You may find his procedure better than the at-home teeth whitening kit because there is a lessened possibility of teeth sensitivity and gum discomfort. Additionally, the procedure is quicker and provides more immediate results.

Laser Teeth Whitening

During laser teeth whitening, Dr. Bui will isolate your teeth from the gums and lips using a specialized retractor. He'll then apply powder or liquid gel on the teeth and use a pulsating laser beam to whiten them. This process can be repeated 2-6 times.

Similar to the in-office method, this procedure is advantageous because there's a lessened possibility of teeth sensitivity and fast results.

Intrigued? Contact Us Today!

For more information on teeth whitening in the Garden Grove or Newport Beach area, call Advanced Dental Smiles at (949) 675-7750 (Newport Beach) or (714) 537-0550 (Garden Grove) ‎today!

By Timothy T. Bui, D.D.S., Inc.
October 20, 2018
Category: Dental Procedures
Tags: missing teeth  
TeenagerswithMissingTeethUsuallyNeedaTemporaryRestoration

Anyone at any age, including older children and teenagers, can lose or be born missing a permanent tooth. And while those missing teeth can be restored, replacing them in patients who haven’t yet reached adulthood can be tricky.

That’s because their dental and facial development isn’t finished. This is especially problematic for dental implants because as the jaws continue to grow, a “non-growing” implant could eventually appear out of alignment with the surrounding natural teeth. That’s why it’s often better to install a temporary restoration until the jaws fully mature in early adulthood. Two great choices are a removable partial denture (RPD) or a bonded (“Maryland”) bridge.

While “dentures” and “teens” don’t seem to go together, an RPD in fact can effectively restore a teen’s lost dental function and appearance. Of the various types of RPDs the one usually recommended for teens has a hard acrylic base colored to resemble the gums, to which we attach prosthetic (“false”) teeth at their appropriate positions on the jaw.

Besides effectiveness, RPDs are easy to clean and maintain. On the downside, though, an RPD can break and—as a removable appliance—become lost. They can also lose their fit due to changes in jaw structure.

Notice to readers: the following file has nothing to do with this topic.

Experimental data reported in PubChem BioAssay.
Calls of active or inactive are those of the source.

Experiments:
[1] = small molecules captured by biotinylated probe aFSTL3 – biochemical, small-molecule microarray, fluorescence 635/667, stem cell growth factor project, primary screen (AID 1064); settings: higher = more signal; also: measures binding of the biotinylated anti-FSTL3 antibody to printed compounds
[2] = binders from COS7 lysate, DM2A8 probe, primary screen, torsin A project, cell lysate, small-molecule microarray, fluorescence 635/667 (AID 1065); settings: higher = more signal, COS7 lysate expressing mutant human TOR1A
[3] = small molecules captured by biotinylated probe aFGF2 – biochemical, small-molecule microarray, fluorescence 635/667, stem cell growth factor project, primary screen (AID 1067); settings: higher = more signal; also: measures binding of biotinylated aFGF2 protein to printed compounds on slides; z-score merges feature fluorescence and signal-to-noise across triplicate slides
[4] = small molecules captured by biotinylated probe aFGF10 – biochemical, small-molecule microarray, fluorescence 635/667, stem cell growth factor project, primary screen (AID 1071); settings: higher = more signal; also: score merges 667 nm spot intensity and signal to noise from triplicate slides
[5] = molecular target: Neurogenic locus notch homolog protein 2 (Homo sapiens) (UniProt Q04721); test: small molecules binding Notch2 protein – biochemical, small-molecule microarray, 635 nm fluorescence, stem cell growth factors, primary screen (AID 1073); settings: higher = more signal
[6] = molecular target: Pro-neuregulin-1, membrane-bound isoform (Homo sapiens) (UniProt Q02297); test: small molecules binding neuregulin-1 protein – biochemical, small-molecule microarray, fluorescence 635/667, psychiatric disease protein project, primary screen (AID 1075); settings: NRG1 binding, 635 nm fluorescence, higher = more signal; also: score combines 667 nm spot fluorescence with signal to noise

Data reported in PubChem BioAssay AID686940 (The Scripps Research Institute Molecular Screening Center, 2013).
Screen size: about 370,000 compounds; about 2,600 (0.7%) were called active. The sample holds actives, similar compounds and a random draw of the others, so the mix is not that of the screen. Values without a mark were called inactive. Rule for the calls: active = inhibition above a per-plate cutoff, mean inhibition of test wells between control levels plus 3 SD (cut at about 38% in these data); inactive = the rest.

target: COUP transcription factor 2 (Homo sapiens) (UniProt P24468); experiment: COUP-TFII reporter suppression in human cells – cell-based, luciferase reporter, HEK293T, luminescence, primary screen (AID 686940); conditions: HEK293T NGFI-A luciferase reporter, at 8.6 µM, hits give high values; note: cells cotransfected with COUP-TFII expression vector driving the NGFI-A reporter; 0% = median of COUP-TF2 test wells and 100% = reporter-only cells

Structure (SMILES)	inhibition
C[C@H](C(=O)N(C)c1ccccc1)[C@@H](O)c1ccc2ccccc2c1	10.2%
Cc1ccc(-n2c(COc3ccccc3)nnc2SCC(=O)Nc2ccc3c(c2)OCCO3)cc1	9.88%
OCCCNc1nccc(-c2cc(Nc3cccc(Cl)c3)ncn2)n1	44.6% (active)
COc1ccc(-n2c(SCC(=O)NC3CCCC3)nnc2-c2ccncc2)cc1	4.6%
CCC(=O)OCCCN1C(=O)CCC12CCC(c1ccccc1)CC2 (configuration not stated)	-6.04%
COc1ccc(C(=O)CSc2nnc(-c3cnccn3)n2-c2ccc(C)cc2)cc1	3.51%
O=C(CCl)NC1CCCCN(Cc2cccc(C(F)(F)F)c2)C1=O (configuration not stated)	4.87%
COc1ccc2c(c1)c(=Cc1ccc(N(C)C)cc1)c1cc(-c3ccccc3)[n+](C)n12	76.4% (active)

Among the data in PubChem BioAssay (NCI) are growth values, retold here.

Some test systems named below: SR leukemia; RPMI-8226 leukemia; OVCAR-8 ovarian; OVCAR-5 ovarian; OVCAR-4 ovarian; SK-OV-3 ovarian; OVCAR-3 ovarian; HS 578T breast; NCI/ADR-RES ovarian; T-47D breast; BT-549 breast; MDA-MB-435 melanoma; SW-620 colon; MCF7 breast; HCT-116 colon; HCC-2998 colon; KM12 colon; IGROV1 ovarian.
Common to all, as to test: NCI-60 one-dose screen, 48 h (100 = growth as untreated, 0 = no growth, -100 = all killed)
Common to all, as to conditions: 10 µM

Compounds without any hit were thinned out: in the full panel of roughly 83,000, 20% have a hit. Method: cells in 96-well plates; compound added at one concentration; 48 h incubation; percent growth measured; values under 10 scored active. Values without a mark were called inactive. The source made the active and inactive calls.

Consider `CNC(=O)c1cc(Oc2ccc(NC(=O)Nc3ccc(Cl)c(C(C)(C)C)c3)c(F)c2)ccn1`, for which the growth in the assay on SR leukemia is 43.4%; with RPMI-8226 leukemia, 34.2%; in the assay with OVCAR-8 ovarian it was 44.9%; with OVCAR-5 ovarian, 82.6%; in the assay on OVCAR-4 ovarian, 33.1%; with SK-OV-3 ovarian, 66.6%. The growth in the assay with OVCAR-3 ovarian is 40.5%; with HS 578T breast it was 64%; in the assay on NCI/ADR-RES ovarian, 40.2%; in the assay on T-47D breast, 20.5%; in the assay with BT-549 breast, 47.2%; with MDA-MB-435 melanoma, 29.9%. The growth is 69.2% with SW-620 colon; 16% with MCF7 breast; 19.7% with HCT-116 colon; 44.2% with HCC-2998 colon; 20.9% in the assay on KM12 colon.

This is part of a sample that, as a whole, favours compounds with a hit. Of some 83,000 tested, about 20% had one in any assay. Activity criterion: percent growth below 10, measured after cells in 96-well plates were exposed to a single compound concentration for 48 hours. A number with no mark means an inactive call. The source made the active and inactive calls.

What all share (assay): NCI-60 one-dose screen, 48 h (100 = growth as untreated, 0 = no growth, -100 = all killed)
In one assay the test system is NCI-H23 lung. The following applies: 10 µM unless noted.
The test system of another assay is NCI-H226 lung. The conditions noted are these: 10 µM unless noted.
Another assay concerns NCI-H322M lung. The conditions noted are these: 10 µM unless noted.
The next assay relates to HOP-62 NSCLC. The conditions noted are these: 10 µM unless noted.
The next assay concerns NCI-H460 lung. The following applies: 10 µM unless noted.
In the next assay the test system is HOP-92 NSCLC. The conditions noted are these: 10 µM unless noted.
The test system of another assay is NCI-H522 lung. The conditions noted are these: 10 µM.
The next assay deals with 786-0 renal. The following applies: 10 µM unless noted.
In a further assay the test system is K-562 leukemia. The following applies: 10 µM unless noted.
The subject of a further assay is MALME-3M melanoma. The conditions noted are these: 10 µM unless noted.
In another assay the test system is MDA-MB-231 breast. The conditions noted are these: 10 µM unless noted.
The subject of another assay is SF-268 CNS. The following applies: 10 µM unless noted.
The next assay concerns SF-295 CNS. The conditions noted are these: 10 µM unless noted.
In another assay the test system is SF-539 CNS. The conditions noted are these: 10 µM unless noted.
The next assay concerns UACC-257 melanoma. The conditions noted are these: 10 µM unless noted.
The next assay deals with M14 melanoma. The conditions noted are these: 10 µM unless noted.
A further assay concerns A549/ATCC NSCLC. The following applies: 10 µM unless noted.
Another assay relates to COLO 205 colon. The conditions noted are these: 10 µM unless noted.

The bonded bridge is similar to a traditional fixed bridge. But there’s one big difference: traditional bridges crown the natural teeth on either side of the missing teeth to secure them in place. The supporting teeth must be significantly (and permanently) altered to accommodate the life-like crowns on either end of the bridge.

Instead, a bonded bridge affixes “wings” of dental material extending from the back of the bridge to the back of the natural teeth on either side. While not quite as strong as a regular bridge, the bonded bridge avoids altering any natural teeth.

While a fixed bridge conveniently stays in place, they’re more difficult than an RPD to keep clean. And while less prone to breakage, they aren’t entirely immune to certain stresses from biting and chewing especially in the presence of some poor bites (how the upper and lower teeth come together).

Choosing between the two restorations will depend on these and other factors. But either choice can serve your teen well until they’re able to permanently replace their missing teeth.

If you would like more information on dental restorations for teens, please contact us or schedule an appointment for a consultation.

By Timothy T. Bui, D.D.S., Inc.
October 10, 2018
Category: Oral Health
DentalInjuryIsJustaTemporarySetbackforBasketballStarKevinLove

The March 27th game started off pretty well for NBA star Kevin Love. His team, the Cleveland Cavaliers, were coming off a 5-game winning streak as they faced the Miami Heat that night. Less than two minutes into the contest, Love charged in for a shot on Heat center Jordan Mickey—but instead of a basket, he got an elbow in the face that sent him to the floor (and out of the game) with an injury to his mouth.

In pictures from the aftermath, Love’s front tooth seemed clearly out of position. According to the Cavs’ official statement, “Love suffered a front tooth subluxation.” But what exactly does that mean, and how serious is his injury?

The dental term “subluxation” refers to one specific type of luxation injury—a situation where a tooth has become loosened or displaced from its proper location. A subluxation is an injury to tooth-supporting structures such as the periodontal ligament: a stretchy network of fibrous tissue that keeps the tooth in its socket. The affected tooth becomes abnormally loose, but as long as the nerves inside the tooth and the underlying bone have not been damaged, it generally has a favorable prognosis.

Treatment of a subluxation injury may involve correcting the tooth’s position immediately and/or stabilizing the tooth—often by temporarily splinting (joining) it to adjacent teeth—and maintaining a soft diet for a few weeks. This gives the injured tissues a chance to heal and helps the ligament regain proper attachment to the tooth. The condition of tooth’s pulp (soft inner tissue) must also be closely monitored; if it becomes infected, root canal treatment may be needed to preserve the tooth.

So while Kevin Love’s dental dilemma might have looked scary in the pictures, with proper care he has a good chance of keeping the tooth. Significantly, Love acknowledged on Twitter that the damage “…could have been so much worse if I wasn’t protected with [a] mouthguard.”

Love’s injury reminds us that whether they’re played at a big arena, a high school gym or an outdoor court, sports like basketball (as well as baseball, football and many others) have a high potential for facial injuries. That’s why all players should wear a mouthguard whenever they’re in the game. Custom-made mouthguards, available for a reasonable cost at the dental office, are the most comfortable to wear, and offer protection that’s superior to the kind available at big-box retailers.

If you have questions about dental injuries or custom-made mouthguards, please contact our office or schedule a consultation. You can read more in the Dear Doctor magazine articles “The Field-Side Guide to Dental Injuries” and “Athletic Mouthguards.”